Celebrate the spirit of Mardi Gras with Marshall’s Dixieland Jazz Band. Hear standards like “Darktown Strutter’s Ball,” “I Can’t Give You Anything but Love,” “Up a Lazy River,” and “Just a Closer Walk with Thee”, played by Rod B. Anderson on clarinet, Warren Buckleitner on cornet, Henry Dale on banjo, George Dougherty on trombone, Charley Huck on piano, Jerry Gerard on drums, and Tom Spain on tuba.
Stangl Stage” on Saturday, Feb. 24, from 7:30 to 9:30 p.m., at 50 Stangl Road, Flemington. Doors open at 7:00. BYO food and beverage.
Tickets are $25 per person in advance, $30 at the door. Purchase at Stangl Factory Farmer’s Market every Saturday from 9 a.m. to 3 p.m.; online at Eventbrite.com; or by contacting Joanne Braun at (908) 268-6638.
The concert will benefit Friends of Historic Flemington.
The accomplished Danish String Quartet commands the great works of quartet literature with exceptional energy and an uncommonly fresh approach. Hailed for its impeccable technique, intonation, and balance, the quartet brings dynamic new understanding to Bartók’s Quartet No. 1 and Beethoven’s Quartet No. 7 on its Williams Center debut. Selections from its 2013 release Wood Works—centuries-old Scandinavian folk tunes, arranged for string quartet—will astonish and gratify. “Theirs is playing of unusual, and unusually effective, liberty. When at their best, their tone throbs with joy” (The New York Times).
Unequivocally enchanting, these seven superlative musicians from counties Waterford, Cork, Dublin, and Donegal have produced nine award-winning recordings and a multitude of fans on both sides of the Atlantic. Danú’s high-energy pluck bursts forth in exuberant slides, reels, jigs, and hornpipes, then plunges deep within the soul of Ireland to rend the heart with the most affecting ballads. Returning to the Williams Center is the young and abundantly decorated vocalist Nell Ní Chróinin, a luminous performer of the sean-nós style—the highly ornamented form of unaccompanied traditional Irish singing.
Beppe Gambetta & Friends Concert Kicks Off
2018 Folk Music Series at the Prallsville Mills
FOR IMMEDIATE RELEASE
February 6, 2018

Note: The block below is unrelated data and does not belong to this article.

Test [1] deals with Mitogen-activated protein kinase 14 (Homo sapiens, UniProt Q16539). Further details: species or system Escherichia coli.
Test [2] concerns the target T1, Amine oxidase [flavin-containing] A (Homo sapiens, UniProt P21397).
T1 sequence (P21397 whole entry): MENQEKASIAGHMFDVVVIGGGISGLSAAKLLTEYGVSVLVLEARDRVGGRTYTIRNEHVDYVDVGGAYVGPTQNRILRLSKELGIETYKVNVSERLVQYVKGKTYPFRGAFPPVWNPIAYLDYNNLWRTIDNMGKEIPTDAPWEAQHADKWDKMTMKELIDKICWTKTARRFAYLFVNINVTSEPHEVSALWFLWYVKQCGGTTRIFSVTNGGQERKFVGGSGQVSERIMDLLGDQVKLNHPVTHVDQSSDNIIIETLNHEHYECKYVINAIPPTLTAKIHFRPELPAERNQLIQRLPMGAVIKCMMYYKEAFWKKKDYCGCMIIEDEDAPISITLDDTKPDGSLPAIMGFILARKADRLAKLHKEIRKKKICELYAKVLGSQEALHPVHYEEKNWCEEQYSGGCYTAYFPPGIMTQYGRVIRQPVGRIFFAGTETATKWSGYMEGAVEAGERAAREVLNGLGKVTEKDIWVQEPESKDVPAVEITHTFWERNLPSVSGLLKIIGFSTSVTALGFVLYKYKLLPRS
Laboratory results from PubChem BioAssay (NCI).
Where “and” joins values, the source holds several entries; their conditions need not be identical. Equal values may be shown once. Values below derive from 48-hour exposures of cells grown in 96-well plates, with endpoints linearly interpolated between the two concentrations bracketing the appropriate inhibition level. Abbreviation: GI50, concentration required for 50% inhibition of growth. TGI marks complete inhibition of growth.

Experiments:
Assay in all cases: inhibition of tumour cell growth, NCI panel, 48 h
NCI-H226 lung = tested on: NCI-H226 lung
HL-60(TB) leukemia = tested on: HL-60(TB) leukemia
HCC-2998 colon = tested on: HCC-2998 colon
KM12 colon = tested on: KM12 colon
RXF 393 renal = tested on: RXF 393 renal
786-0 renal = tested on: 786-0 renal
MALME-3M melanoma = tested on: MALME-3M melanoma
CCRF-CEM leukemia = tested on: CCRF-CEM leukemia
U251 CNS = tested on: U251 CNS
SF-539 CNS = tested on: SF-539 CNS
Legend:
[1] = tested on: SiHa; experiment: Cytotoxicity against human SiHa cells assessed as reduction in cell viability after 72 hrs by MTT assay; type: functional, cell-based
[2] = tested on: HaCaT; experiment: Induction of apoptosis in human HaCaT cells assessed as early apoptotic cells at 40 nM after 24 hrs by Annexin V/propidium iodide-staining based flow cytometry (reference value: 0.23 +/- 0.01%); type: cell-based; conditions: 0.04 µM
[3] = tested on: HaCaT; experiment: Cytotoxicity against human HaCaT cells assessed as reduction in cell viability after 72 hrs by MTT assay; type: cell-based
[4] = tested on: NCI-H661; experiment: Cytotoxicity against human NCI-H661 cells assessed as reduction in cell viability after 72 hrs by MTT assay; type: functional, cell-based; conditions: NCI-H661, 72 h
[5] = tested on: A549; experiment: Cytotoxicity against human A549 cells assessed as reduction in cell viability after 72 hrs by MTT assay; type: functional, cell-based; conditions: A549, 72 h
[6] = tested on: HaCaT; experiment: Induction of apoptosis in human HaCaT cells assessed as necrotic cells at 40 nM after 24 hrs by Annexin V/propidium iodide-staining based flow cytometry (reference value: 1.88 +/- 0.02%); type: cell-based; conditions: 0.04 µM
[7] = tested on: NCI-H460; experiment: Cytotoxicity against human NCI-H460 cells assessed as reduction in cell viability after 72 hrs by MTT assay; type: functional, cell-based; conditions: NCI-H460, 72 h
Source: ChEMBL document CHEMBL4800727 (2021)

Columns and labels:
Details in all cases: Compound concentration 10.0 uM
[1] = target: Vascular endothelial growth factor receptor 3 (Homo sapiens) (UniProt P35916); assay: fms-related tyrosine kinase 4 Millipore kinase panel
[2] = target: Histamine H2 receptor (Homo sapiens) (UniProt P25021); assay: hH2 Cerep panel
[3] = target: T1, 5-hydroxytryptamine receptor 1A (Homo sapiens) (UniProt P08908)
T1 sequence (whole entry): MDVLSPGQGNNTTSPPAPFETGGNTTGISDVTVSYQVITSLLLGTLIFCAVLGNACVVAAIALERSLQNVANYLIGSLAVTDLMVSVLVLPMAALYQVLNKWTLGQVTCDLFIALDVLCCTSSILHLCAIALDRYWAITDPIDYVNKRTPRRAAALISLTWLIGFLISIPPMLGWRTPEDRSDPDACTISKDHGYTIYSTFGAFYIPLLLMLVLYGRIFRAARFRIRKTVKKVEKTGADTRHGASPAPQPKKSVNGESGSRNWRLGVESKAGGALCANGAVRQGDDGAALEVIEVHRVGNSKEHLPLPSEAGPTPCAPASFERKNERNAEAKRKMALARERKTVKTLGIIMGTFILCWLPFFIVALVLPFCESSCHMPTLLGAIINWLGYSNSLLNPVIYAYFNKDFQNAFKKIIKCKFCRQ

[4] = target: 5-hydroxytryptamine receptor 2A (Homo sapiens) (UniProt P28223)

STOCKTON – Annual favorite Beppe Gambetta is returning to the Prallsville Mills on the weekend of March 3 and 4 for his sixth annual concert of creative collaboration with friends Rusty Hollaway, David Anthony and Bob Harris.
The concerts – Saturday, March 3 at 8 pm and Sunday, March 4 at 3 pm – typically draw a sell-out crowd to the Grist Mill at 33 Risler Street in Stockton, NJ. Tickets are $35 for adults, $15 for ages 25 and below.
The concerts are part of the “Music You Can’t Hear on the Radio” series that has drawn thousands of music lovers to the Mill over the years. Gambetta’s concerts began at the Mill in 2013 when he adopted Hunterdon County, NJ, as his second home. (Genoa, Italy, is the first.)
This year, Gambetta and friends will focus on Short Stories, Beppe’s new (and 13th) album that continues his path of artistic research, travel and study where communication among many peoples is more important than the hot fast licks for which he is also known. Like the album, the concerts will meld Beppe’s diverse musical passions including original compositions, Italian traditional music, American bluegrass and innovative vocal arrangements sung in English, German, Italian and Genovese.
Gambetta will be joined by Rusty Holloway on the upright bass, David Anthony on percussions and Bob Harris on the slide guitar.
From his unique background as an Italian musician in love with both American roots music as well as the music of his native country, Beppe has travelled the world to dazzle and charm music enthusiasts everywhere. After eleven CDs, DVDs, teaching books and collaborations with many other top-flight musicians, Gambetta is increasingly known as one of the true live master innovators of the acoustic guitar.